So that would mean some mugginses would need to be employed to crank out maps that are not only aesthetically pleasing (since their work will be on view to the general public, after all), with all areas immiediately identifiable, but also bastions of good gameplay. And might not be released to the general public - if ever - until after that season is over. (And that means some sort of development kit, with all the leak potential and non-disclosure agreements that implies.)
I can't believe I'm taking this idea so seriously...
I can't believe I'm taking this idea so seriously
Some forward thinking person might take it so seriously and make a lot of money on it.
Some forward thinking person who knows how to develop the concept and who to approach, and how to sell it.
But then there's the question of maps. Using maps currently in the public domain would be out of the question
Huh? But tournaments already use custom maps, e.g. CPL using ztn3tourney1 (with ztn's permission of course).
Besides, they'd probably have been played to death anyway, so all their little secrets would already be known.
I'll never understand why people always say this :]. Would football be better if they randomly chose a different pitch layout every match?
I don't know anything about the existing tournament situation, but my concern was to flatten the playing field as much as possible, so that the only lumps and bumps come from the players' respective talents.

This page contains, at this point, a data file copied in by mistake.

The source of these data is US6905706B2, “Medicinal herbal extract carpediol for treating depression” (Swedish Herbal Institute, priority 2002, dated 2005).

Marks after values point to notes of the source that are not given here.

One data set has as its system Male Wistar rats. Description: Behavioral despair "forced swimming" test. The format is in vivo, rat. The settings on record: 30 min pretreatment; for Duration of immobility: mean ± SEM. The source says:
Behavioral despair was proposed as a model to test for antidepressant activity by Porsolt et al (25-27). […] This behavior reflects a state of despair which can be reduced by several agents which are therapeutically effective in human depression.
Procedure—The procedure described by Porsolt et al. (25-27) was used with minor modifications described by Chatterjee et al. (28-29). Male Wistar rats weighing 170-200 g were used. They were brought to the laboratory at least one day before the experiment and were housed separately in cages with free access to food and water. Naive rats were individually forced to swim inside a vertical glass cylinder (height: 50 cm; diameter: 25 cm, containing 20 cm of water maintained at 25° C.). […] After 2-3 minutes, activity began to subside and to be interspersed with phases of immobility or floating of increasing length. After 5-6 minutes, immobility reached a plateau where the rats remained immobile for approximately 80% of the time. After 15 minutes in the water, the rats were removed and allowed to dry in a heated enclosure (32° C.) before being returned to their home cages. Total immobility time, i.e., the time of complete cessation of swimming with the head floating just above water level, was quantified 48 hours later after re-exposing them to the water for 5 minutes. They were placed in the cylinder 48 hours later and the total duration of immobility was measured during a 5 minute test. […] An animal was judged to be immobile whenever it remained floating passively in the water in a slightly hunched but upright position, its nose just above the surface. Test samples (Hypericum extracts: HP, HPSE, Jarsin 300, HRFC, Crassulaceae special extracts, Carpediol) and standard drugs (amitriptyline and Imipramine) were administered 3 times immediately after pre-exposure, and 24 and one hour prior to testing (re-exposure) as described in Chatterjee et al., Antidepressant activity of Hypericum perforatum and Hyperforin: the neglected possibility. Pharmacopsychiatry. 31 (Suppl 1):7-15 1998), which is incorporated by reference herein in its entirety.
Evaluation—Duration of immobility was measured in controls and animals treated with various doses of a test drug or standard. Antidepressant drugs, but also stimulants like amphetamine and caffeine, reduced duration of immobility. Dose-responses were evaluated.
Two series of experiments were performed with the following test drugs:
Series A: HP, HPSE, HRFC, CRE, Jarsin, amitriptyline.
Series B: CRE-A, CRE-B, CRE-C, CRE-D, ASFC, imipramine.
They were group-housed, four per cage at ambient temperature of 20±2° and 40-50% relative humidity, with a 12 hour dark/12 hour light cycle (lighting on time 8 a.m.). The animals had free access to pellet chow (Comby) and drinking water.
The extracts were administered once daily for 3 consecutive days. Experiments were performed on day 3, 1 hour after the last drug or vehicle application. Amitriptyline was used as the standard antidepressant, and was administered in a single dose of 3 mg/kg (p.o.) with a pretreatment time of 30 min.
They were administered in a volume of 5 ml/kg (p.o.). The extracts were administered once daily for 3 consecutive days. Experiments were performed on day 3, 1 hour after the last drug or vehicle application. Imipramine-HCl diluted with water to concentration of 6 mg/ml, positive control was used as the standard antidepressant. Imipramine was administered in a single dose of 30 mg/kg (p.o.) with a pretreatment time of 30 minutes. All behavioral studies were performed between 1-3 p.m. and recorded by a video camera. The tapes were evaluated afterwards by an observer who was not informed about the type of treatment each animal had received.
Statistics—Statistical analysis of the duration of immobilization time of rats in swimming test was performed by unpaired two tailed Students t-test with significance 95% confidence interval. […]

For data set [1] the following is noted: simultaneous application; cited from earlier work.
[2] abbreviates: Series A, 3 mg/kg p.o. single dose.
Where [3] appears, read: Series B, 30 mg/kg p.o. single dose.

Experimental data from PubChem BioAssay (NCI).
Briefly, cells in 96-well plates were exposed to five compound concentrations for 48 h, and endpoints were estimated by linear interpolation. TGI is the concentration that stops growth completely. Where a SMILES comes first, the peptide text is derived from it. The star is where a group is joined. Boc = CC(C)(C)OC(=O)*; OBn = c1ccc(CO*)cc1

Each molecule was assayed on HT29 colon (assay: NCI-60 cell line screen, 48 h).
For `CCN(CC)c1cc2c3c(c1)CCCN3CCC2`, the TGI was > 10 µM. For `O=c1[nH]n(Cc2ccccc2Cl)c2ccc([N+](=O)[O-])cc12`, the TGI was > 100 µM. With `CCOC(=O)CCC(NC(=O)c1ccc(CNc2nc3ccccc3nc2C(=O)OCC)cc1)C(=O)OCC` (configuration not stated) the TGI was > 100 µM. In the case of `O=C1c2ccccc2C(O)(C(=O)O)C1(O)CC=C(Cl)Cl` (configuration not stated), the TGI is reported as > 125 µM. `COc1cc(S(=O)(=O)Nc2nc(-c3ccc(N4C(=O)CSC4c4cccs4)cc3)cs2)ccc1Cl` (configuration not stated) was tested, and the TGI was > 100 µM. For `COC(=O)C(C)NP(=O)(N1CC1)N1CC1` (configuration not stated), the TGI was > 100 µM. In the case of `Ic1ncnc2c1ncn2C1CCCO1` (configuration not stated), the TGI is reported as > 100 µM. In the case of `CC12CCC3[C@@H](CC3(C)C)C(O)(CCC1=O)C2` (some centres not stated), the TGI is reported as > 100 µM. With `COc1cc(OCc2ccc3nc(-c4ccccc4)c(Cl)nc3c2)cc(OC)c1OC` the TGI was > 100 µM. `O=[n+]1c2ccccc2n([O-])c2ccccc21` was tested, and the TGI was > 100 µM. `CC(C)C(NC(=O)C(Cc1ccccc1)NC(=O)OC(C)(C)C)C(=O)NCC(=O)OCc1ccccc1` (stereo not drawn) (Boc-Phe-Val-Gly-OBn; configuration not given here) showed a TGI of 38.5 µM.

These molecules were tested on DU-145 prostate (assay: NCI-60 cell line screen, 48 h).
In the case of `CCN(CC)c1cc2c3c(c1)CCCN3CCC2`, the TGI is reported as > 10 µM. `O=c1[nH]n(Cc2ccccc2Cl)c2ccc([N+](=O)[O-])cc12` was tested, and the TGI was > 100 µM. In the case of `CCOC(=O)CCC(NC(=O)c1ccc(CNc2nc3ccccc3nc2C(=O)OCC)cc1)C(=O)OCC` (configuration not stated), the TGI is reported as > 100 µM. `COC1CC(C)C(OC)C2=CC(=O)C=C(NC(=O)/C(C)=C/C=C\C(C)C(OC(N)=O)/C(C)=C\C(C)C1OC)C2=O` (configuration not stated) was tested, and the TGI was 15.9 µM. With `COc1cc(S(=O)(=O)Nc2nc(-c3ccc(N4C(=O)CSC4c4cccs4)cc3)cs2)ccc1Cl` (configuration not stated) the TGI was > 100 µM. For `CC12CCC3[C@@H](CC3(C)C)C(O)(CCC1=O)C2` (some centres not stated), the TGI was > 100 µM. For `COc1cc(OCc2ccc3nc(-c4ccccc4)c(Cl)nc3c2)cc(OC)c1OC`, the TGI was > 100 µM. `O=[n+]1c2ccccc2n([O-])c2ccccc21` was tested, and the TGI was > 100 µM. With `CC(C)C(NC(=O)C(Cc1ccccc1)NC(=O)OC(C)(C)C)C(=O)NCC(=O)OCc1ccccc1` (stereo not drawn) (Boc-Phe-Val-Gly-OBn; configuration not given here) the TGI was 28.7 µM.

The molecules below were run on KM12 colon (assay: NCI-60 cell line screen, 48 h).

But, now that I think of it, a game isn't as interesting to watch if the players spend half the allotted time going in circles, trying to learn the map. So you've got a bloody good point there. I never thought of that...
It isn't half as much fun to watch people playing on a map that the spectator doesn't know.
And Joe Sixpack
wouldn't know even the most common maps from a hole in the ground.
Still, going with the motorsport riff, one could do a quick run-through to help orient the folks back home, before the stage^H^H^H^H^Hgame starts. Kinda like WRC reports.
This entire idea is lumpenproletarian in concept.
That was very Kafkaesq of you to say.
Essentialy, Obscurant Language Aside,
I was just defending my good buddy Joe SixPack from the scurrilous and highly dubious as well as nebobly nebulous charges FC leveled against him. I don't know what has gotten into FC these days; the Academy has corrupted his once pure and beautiful soul.